Norrin was barely three-years-old when I put him on the school bus for the first time. He was still in diapers and had no language. The autism diagnosis was still so new. I had no idea what to do or what to expect. I was scared but had no choice but to send him to school and put him on the bus.
Related: The Day He Was Diagnosed with Autism
Hate to break it to – just because I’ve been putting him on a bus and sending him to school since he was a practically a baby, it doesn’t get any easier. But I’ve learned some things since that first September. Things that have made a difference to make Norrin’s transition easier, to help his teacher understand him better and to put my mind at ease.
8 back to school tips for a smooth transition & easier school year
The Introduction Letter. I’ve been doing this for the last few years. I write an introduction letter to the main teacher and one for each therapist. My letter includes: diagnosis, progress made over the last year, usual disposition, strengths, weaknesses, activities he enjoys, activities that are frustrating, items he’ll work for, our concerns, any self stimulating behaviors (what he does/when he does it/how we redirect him), goals that mean the most to us and contact information. But there’s no one set laundry list of what to include in your letter. (One year, I listed all the words Norrin knew how to say.) Tweak your letter and add information that is critical for your child.
Get contact information for bus driver and matron. Your relationship with the bus driver and matron is just as important as your relationship with your child’s teacher. Be sure to exchange contact information immediately. Ask for their names and remember them. Let them know if your child likes to sit by the window or gets car sick – anything that will make the ride to school easier for everyone. This year I plan on trying something new. I’m going to greet the bus driver and matron with gift card for a local coffee shop. It doesn’t need to be much, just enough for a coffee and sweet treat. I want them to know how much I appreciate them.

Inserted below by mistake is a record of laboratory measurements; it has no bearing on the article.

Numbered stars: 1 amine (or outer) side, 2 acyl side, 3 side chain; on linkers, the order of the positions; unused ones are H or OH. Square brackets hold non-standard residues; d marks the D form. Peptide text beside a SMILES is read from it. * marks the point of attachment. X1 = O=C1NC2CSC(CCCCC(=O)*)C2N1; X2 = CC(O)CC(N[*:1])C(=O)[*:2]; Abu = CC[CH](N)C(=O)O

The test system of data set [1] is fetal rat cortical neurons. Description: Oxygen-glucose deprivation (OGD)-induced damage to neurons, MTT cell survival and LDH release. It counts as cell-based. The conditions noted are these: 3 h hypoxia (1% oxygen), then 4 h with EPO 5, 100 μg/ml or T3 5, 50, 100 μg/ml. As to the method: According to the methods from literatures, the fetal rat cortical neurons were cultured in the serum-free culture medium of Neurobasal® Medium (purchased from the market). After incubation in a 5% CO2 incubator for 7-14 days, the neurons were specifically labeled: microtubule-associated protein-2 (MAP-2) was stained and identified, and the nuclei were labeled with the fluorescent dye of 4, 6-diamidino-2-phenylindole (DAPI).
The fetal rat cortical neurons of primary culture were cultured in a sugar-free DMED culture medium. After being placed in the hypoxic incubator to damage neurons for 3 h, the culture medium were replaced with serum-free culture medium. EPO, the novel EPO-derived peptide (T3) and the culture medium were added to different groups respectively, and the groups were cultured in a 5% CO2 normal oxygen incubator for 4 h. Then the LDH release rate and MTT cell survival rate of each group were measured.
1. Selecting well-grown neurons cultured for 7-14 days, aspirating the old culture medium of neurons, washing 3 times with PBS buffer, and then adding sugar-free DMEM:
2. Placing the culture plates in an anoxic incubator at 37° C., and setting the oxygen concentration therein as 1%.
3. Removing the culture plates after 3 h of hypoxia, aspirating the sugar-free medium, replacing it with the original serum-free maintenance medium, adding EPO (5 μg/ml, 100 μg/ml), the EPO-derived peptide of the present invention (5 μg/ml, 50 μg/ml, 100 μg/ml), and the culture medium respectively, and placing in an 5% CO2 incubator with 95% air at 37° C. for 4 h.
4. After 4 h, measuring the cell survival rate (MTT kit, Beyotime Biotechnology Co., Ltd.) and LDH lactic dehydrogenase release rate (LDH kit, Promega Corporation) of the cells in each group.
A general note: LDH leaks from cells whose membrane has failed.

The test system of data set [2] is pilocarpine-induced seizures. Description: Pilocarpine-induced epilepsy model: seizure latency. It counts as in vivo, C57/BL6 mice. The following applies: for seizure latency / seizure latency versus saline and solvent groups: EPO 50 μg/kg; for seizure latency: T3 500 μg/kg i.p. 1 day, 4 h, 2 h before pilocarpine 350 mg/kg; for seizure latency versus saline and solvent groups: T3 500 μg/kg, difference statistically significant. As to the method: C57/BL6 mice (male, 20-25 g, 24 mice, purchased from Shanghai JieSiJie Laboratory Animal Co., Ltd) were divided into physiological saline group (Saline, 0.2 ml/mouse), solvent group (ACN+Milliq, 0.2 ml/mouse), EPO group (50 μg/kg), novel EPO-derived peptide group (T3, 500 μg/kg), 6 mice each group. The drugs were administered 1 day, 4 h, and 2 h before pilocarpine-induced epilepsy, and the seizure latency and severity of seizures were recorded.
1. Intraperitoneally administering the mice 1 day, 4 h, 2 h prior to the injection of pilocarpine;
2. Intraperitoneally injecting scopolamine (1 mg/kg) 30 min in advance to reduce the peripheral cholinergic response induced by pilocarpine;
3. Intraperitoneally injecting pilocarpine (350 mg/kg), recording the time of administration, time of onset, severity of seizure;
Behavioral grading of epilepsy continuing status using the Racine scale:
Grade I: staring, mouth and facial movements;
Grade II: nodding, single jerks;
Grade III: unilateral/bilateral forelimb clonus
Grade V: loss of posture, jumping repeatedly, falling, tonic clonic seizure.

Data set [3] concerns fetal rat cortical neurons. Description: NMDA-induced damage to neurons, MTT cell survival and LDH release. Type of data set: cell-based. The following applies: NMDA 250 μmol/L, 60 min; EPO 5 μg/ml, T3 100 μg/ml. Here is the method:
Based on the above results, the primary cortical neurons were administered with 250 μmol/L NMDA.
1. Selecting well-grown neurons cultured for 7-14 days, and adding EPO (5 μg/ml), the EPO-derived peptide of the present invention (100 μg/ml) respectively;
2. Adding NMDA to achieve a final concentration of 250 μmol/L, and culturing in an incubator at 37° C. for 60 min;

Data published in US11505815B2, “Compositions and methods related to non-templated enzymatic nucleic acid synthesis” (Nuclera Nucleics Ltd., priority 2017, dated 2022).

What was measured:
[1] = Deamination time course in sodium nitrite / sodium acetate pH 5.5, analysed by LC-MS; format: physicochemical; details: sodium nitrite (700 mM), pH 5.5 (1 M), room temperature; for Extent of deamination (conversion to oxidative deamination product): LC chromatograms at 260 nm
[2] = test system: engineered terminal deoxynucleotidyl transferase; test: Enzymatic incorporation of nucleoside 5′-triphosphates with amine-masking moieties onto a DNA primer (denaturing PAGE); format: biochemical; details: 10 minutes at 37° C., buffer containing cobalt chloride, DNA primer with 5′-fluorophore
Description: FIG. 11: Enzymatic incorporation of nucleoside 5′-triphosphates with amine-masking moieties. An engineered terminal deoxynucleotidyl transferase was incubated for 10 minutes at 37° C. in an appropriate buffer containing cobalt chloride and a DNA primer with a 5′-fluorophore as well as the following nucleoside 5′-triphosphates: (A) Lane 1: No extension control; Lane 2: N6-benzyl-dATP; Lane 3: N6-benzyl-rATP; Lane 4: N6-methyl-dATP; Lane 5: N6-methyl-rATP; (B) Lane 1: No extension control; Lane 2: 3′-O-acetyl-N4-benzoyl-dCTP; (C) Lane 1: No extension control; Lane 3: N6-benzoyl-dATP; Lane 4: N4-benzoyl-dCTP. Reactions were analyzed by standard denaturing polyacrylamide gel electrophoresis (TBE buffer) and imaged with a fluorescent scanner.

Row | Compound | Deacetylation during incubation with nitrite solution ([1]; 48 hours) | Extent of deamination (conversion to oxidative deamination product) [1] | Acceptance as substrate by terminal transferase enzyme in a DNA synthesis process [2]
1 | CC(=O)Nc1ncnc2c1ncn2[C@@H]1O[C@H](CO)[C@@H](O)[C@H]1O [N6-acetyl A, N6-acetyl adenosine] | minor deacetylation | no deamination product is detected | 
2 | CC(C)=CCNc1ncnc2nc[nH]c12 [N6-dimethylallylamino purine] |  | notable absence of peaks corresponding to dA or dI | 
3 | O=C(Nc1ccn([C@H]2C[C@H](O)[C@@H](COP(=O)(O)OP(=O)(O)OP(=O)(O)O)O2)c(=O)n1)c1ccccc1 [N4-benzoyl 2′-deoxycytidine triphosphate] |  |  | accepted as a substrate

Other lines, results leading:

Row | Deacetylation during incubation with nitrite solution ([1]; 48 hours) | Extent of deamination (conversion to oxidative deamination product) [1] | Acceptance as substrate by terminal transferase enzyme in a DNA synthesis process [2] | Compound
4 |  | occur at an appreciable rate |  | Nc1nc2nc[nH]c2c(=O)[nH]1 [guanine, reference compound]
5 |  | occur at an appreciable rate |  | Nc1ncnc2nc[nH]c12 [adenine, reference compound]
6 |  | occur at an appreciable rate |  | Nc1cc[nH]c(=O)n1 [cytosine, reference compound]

Know who is in your child’s class. On the second or third day of school, I ask the teacher for the names of the other students. It’s rare that Norrin tells me who he’s played with or sat next to and most times he just blurts out random names. When I know the names of his classmates, I use that in our conversation to try and figure out Norrin’s day.
Provide book suggestions. If you have a young child in a “typical” public school or in an inclusion class, provide some material to educate the other students. Two books I really like are This is Gabriel Making Sense of School and My Friend with Autism. Both books are written in a clear and simple language for children to understand the diagnosis and let them know what to expect from your child.
Related: The Sensory Child Gets Organized
Make sure your child’s IEP is being followed. Your child’s IEP is a legal document and his school has to follow it. At your first meeting with your child’s teacher, tell her that you will stop by or email at the end of the week to see if she has any questions specific to the IEP after she has read it. Being clear about your expectations from the beginning makes any relationship easier.
Speaking of IEPs… If your child has Sensory Processing Disorder, you may want to provide the teacher with a Sensory Accommodations Checklist. Many of the accommodations can also be included in your child’s IEP.
Download your Sensory Accommodation Suggestion Checklist ⇒ Sensory Accommodation Suggestions.
Hartley Steiner (author of This is Gabriel Making Sense of School) shared this checklist with me a few years ago. I recreated it as FREE printable. Hartley is in the process of writing a new book series.
Goals. Don’t push your child toward new skills or goals until they get settled into school. For example, if you’re working on getting your child to look people in the eyes more, don’t push that when school starts. Your goal the first week of school is just to get back into the routine and see where things are.
Incorporate an at home reward system and keep weekly track of good behavior. We use the Melissa & Doug Deluxe Wooden Magnetic Responsibility Chart With 90 Magnets.
Every year is different and I still start every school year not knowing what to expect. But I take comfort in knowing what to do to set my child up for a successful school year.